October 3, 2016 by HCDE Communications
Educators use many approaches to acquire grant funding. Some teachers apply to their education foundations to secure teacher grants. These education foundations as 501(c)3 nonprofits receive support from individuals and businesses within their community interested in supporting district activities including teacher grants and scholarships. Teachers can also apply directly to organizations that support classroom, student and/or teacher activities. These can include awards, fellowships and grants.
If interested in approaching these organizations, you need to work with your campus principal and most likely your district administration to apply. Many districts have formal approval processes before a teacher or other district staff can apply for a grant. Plus, some of the information requested by the funder can only be obtained from district administration. Campus or district leadership will most likely need to sign the application. These are valid processes, and the money awarded will require tracking and monitoring by the campus and district.
Applications can range from a simple email inquiry to a more complex online or written proposal. Some funders ask for an email or letter of inquiry as an introduction. If the funder is interested in the project, a formal proposal will be requested. Each organization that grants funds has its own mission, goals and funding priorities. In order to get funded, the project you present must align perfectly with the funder’s interests.
Writing and submitting applications or proposals to organizations interested in funding your classroom or student projects can take some time, but are very rewarding. If you don’t ask, you will never know.
“A life spent making mistakes is not only more honorable, but more useful than a life spent doing nothing.” — George Bernard Shaw
You may be one of the lucky ones that gets your project funded with the first request. However, it is not uncommon to have to apply to several organizations before finding the right fit.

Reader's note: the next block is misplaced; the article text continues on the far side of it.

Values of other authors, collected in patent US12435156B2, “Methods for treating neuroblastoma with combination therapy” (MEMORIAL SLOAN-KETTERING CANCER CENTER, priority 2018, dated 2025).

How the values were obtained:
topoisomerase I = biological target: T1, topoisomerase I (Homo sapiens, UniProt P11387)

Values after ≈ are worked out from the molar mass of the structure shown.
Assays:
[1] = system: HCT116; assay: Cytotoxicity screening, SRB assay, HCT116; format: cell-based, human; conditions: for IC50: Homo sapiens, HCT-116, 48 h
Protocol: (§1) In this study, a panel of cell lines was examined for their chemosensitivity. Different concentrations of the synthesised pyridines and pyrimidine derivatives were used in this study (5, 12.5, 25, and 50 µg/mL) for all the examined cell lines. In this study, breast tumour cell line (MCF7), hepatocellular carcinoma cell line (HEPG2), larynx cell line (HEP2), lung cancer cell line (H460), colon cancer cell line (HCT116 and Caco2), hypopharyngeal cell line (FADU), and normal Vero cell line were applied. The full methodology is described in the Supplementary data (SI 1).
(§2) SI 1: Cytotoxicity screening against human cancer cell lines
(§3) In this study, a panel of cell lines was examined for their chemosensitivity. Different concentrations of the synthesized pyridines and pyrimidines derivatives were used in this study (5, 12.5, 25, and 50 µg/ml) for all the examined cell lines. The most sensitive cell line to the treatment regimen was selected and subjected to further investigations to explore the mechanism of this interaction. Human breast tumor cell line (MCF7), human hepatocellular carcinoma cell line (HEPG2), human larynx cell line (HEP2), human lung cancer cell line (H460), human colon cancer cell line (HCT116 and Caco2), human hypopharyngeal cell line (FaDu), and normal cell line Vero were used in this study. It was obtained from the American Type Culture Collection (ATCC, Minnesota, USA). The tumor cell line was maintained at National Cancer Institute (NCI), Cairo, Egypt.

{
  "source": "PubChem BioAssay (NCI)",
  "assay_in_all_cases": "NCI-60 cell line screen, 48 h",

Here is a brief listing of grants that support classroom activities:
- Donors Choose – donorchoose.org is a United States–based 501(c)3 nonprofit organization that allows individuals to donate directly to public school classroom projects.
- Fund for Teachers Grants – http://fft.fundforteachers.org/ supports educators’ efforts to develop skills, knowledge and confidence that impact student achievement.
- Save on Energy Teacher Grants – https://www.saveonenergy.com/teacher-grant/ looks for the best lesson plans for teaching students about energy or sustainability.
- AEP Teacher Vision Grants – http://www.aep.com/community/TeachersAndStudents/TeacherVisionGrants.aspx is for those who have participated in the National Energy Education Development Project. AEP supports projects that improve student achievement. Also supports projects where teachers motivate youth to learn to think creatively, to step into leadership roles and to address the challenges of the future.
- VFW Teacher Award – https://www.vfw.org/Community/Teacher-of-the-Year/ recognizes teachers who promote civic responsibility, flag etiquette and patriotism. Teachers may plan field trips to city hall, organize community volunteer projects, invite local veterans to speak in class or anything else to help students develop a better understanding of democratic values and beliefs.
To find more resources, go to http://www.pinterest.com/grant-info/educators.
About the Blogger:
Center for Grants Development Director Gayla Rawlinson-Maynard is a nationally certified grants professional. For 20 years, she has helped organizations acquire foundation, corporate and collaborative government grants. She and her husband enjoy arts and music festivals, their dog Mandy and two cats Austin and Kitty.